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BioMed Research International
Volume 2014, Article ID 970975, 9 pages
Research Article

Associations between Cognitive, Sociocontextual, and Affective Variables and Unprotected Anal Intercourse among Men Who Have Sex with Men—A Comparative Study Conducted in Two Chinese Cities

1Centre for Health Behaviors Research, School of Public Health and Primary Care, Faculty of Medicine, The Chinese University of Hong Kong, Hong Kong
2Centre for Medical Anthropology and Behavioral Health, Sun Yat-sen University, Guangzhou 510080, China
3CUHK Shenzhen Research Institute, Shenzhen 518057, China
4School of Public Health and Primary Care, Prince of Wales Hospital, Shatin, Hong Kong
5Shenzhen Center for Chronic Disease Control, Shenzhen 518020, China
6School of Public Health, Sun Yat-sen University, Guangzhou 510080, China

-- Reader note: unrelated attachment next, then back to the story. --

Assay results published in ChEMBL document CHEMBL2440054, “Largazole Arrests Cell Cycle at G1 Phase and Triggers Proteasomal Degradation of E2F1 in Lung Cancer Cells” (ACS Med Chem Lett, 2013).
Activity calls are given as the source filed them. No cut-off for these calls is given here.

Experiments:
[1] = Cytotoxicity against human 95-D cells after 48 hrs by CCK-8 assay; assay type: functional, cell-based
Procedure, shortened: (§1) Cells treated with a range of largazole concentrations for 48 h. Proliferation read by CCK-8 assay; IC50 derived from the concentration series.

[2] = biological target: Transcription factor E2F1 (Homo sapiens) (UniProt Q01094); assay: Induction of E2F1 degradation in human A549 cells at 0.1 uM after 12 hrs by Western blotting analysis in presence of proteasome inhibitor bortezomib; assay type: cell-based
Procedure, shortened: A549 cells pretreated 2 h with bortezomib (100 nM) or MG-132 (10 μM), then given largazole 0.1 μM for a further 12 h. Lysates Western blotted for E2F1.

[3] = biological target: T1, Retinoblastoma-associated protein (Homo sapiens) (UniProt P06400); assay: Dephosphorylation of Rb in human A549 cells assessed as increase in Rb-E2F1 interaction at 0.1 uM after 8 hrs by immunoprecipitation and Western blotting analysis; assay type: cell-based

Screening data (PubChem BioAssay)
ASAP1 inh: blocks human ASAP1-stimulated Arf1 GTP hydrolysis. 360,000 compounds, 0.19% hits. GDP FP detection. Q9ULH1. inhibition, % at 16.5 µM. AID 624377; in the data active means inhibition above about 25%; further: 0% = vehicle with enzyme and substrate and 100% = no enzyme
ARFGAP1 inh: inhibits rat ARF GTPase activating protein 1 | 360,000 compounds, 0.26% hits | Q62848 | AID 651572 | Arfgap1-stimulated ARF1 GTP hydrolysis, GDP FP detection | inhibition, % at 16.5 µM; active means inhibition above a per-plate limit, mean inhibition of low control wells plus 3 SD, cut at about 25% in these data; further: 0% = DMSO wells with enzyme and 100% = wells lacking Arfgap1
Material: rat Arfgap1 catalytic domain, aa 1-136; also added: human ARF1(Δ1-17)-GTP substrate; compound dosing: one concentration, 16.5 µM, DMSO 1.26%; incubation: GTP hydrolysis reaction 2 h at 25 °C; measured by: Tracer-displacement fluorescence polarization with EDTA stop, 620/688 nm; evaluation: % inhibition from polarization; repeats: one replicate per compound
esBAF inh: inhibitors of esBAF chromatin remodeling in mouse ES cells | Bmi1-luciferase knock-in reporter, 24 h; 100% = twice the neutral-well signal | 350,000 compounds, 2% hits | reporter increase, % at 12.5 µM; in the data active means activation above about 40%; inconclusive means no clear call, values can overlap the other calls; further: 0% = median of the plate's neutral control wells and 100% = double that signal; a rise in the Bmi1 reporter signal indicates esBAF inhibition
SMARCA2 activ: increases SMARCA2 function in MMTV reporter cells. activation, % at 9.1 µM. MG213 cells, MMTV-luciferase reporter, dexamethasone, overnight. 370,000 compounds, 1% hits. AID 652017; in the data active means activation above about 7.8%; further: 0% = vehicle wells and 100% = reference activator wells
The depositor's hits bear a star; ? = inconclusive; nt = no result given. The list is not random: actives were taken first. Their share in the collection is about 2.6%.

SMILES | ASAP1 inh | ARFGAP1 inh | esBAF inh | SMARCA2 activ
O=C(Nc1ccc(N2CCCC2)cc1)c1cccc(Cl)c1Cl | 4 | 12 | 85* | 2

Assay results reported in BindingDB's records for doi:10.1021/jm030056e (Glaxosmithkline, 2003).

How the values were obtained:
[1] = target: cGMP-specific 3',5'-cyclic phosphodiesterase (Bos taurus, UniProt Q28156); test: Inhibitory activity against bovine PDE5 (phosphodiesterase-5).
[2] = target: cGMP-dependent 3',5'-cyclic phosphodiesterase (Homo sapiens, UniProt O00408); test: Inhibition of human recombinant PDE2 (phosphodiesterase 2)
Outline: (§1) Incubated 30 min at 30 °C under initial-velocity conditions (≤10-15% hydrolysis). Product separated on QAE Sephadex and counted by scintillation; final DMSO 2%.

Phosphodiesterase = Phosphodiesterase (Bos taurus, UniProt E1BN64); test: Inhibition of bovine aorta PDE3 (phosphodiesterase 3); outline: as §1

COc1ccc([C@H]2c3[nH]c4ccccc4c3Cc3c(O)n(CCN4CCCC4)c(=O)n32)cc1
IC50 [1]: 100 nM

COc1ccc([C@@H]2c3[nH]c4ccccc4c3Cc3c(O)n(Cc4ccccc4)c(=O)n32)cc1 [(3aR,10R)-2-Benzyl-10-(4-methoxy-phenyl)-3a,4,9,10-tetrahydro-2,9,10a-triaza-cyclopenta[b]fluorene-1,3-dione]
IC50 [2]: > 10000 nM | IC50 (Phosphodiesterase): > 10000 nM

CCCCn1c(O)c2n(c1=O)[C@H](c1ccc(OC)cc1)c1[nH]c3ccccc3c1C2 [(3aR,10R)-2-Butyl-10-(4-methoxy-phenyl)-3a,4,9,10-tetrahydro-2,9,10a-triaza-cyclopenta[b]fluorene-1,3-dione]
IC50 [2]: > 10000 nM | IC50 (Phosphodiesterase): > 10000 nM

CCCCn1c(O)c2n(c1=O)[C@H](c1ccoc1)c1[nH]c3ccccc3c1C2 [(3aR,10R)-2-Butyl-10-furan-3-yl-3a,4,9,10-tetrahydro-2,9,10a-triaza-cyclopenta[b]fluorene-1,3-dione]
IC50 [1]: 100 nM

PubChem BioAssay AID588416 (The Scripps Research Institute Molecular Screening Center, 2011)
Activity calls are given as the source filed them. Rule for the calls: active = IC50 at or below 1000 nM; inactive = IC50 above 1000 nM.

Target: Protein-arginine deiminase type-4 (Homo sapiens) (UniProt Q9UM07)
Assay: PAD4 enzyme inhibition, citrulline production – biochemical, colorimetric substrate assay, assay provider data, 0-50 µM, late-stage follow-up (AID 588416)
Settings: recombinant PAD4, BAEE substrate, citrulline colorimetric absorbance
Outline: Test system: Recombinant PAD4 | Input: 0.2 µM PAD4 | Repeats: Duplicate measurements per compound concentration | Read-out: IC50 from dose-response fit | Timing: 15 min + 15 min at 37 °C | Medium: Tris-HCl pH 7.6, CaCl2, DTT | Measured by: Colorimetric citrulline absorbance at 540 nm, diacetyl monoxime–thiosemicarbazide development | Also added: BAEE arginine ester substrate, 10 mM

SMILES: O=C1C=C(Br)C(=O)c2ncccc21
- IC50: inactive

Received 6 November 2013; Accepted 12 January 2014; Published 5 March 2014

Academic Editor: Yujiang Jia

Copyright © 2014 Joseph T. F. Lau et al. This is an open access article distributed under the Creative Commons Attribution License, which permits unrestricted use, distribution, and reproduction in any medium, provided the original work is properly cited.


Few studies compared HIV-related risk behaviors between cities with different sociocultural environments among men who have sex with men (MSM). This study investigated the prevalence of unprotected anal intercourse (UAI) and associated individual and socio-cultural factors among Chinese MSM in Hong Kong and Shenzhen in Mainland China, which were proximal to each other but experienced different socioeconomic developments. Amongst all the 535 participants, 40.2% had had UAI. Significant factors of UAI among Shenzhen MSM included being able to find someone to share one’s sexual orientation, disclosure of sexual orientation to family members, HIV risk perception, and use of alcohol or substances (adjusted OR ranged from 2.37 to 4.91), whilst disclosure of sexual orientation to family members was the only significant factor among Hong Kong MSM (adjusted OR = 1.64). Geographic variations in factors associated with UAI were observed. Future research and interventions need to take this into account.